“How simple life is when one knows nothing.”
– from For Whom The Bell Tolls
Editor’s Note: This article is intended for information purposes only. Because state and municipal laws vary greatly, as do the circumstances of individual cases, readers are advised to contact an attorney for specific legal advice. © Scott C. Tips 2014
In a glitzy roll-out last February that featured both First Lady Michelle Obama and the U.S. Food and Drug Administration (FDA) Commissioner Margaret Hamburg, M.D., the FDA proudly announced its first major changes to nutrition and supplement labeling in more than 20 years. In effect, the Agency proposed “to update the Nutrition Facts label for packaged foods to reflect the latest scientific information, including the link between diet and chronic diseases such as obesity and heart disease. The proposed label also would replace out-of-date serving sizes to better align with how much people really eat, and it would feature a fresh design to highlight key parts of the label such as calories and serving sizes” (1).
But what will this mean to us in real life? How will the proposed label changes affect our businesses, our products, even our health? Obama’s and Hamburg’s words are nice and soothing, but ultimately uninformative. One thing is certain, though: the FDA planners are living in the past. They are still fighting past battles that more recent nutritional knowledge reveals as nothing but a sideshow. However, as you read on, you will discover the real hidden agenda that the FDA has—one that is both dangerous and threatening to your very health. Perhaps the FDA planners are more clever and devious than anyone gave them credit for being.
The New Label Emphasizes Calories and Serving Size
Starting with the mundane changes proposed by the FDA, you will see a large number of formatting and placement changes from the existing Nutrition Facts panel—including the placement of calories—in the 109 pages of the FDA’s Proposed Rulemaking (2). Because the FDA is still stuck in the old paradigm of nutritional mythology that says that counting calories will control obesity rates, it has decided to shove the calorie number in consumers’ faces with a much larger typeface that is also boldfaced so that no one could possibly miss seeing it. Strobe lighting, I understand, is optional.
So, too, with pushing the “Serving Size” number front and center so that consumers will have to read it first. The concept here is that consumers actually pay attention to the statement of serving size when deciding how much of a particular food to eat. I have yet to meet one of these mythical creatures. Aside from those of you who must look at serving size for your work, or who are OCD calorie counters, who among you can honestly say that you ever gave any consideration whatsoever to serving size when deciding how much food in a package to eat? You eat until you are full, or until the package is empty.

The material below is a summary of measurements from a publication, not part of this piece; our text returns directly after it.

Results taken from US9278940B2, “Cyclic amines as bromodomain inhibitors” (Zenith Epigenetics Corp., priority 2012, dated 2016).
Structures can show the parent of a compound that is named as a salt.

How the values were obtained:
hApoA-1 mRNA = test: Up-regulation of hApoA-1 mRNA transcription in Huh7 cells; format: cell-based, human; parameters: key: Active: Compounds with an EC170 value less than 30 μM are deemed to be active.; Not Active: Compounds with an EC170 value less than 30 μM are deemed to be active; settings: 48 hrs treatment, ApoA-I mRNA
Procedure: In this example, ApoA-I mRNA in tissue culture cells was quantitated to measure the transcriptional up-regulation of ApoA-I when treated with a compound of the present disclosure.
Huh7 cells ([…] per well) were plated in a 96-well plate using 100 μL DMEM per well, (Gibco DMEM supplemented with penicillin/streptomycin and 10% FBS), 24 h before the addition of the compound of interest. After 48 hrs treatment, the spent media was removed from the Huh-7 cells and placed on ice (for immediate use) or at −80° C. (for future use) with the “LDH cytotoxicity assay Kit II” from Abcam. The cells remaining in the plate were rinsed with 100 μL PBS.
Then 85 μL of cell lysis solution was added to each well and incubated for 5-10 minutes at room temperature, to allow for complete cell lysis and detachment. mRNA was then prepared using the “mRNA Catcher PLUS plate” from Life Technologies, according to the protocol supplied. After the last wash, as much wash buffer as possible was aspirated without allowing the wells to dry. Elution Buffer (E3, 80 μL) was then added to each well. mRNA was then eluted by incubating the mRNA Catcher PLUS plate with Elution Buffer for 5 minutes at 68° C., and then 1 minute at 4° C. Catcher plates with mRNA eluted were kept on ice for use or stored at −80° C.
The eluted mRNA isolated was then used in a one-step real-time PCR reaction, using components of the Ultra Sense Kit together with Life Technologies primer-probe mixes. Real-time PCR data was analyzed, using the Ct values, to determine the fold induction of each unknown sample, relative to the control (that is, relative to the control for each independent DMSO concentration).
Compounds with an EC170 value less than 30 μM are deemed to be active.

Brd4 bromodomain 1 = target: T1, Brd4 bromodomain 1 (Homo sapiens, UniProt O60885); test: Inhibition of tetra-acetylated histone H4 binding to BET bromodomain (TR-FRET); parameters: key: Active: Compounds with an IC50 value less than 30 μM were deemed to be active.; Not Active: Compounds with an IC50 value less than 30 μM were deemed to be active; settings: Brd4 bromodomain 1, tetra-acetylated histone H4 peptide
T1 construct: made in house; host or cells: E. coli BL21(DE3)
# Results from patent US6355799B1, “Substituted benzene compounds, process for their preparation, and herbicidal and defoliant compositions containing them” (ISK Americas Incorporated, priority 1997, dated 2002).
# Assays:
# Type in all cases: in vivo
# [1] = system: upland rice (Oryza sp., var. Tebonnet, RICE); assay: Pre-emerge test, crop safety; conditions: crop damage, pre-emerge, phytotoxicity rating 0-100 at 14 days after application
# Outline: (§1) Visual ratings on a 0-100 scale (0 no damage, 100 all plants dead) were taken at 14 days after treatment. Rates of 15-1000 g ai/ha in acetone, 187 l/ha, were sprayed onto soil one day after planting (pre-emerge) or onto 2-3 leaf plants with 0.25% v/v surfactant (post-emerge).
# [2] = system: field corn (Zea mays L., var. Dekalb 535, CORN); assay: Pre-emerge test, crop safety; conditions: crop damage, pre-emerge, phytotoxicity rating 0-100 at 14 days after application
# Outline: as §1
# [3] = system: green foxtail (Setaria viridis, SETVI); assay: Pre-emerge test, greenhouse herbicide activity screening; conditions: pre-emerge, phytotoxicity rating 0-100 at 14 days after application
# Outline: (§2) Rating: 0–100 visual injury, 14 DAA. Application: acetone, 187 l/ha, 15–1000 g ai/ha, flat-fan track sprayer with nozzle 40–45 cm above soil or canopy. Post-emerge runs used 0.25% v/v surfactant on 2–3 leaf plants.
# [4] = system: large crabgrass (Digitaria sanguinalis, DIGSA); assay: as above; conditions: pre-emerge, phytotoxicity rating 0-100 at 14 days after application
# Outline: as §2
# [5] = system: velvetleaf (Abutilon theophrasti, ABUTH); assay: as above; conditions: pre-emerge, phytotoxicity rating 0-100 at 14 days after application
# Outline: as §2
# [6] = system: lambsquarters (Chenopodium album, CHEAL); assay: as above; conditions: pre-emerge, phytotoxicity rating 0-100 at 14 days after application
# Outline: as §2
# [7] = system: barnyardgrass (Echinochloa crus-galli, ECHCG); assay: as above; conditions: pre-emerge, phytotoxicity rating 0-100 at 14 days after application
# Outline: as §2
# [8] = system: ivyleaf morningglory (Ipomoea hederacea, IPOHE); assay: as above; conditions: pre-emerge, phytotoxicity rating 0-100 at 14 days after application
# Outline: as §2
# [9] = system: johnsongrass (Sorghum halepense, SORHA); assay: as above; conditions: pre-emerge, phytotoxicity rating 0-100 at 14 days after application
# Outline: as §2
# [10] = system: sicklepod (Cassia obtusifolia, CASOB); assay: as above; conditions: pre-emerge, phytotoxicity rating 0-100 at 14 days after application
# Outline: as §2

Moreover, despite FDA Deputy Commissioner for Foods and Veterinary Medicine Michael Taylor’s bubbly claim that these changes will “help address obesity” by driving attention to calories and serving size, they will actually distract consumers from the real nutritional issues: such as the nutritional “density” of the food (i.e., whether or not it is rich in vitamins, minerals and other nutrients) and whether artificial sweeteners and other true fatteners are present. Now, consumers can continue drinking their super-sized diet colas, secure in their FDA-supported fantasy that losing weight is all about quantity (calories) and not quality.
The New Label Has Larger Serving Sizes
Another proposed change would, as the FDA states, “Update serving size requirements to reflect the amounts people currently eat.” As the FDA argues, “What and how much people eat and drink has changed since the serving sizes were first put in place in 1994. By law, serving sizes must be based on what people actually eat, not on what people ‘should’ be eating.”
In this respect, the FDA talks good sense about wanting to “present calorie and nutrition information for the whole package of certain food products that could be consumed in one sitting.” A single serving of ice cream, for example, would no longer be a half cup but rather a full cup.
The problem —once again—is that most people do not pay attention to serving sizes when they eat. They pay attention to their appetite. A “serving size” is whatever it takes to fill them up. Yes, it does make sense to increase the serving sizes in light of “modern” eating habits, but will that achieve the FDA’s stated goals of reducing obesity and heart disease? Very unlikely. But at least this change is a step in the right direction of recognizing that Americans are eating significantly larger food portions.
The New Label Mentions “Added Sugars”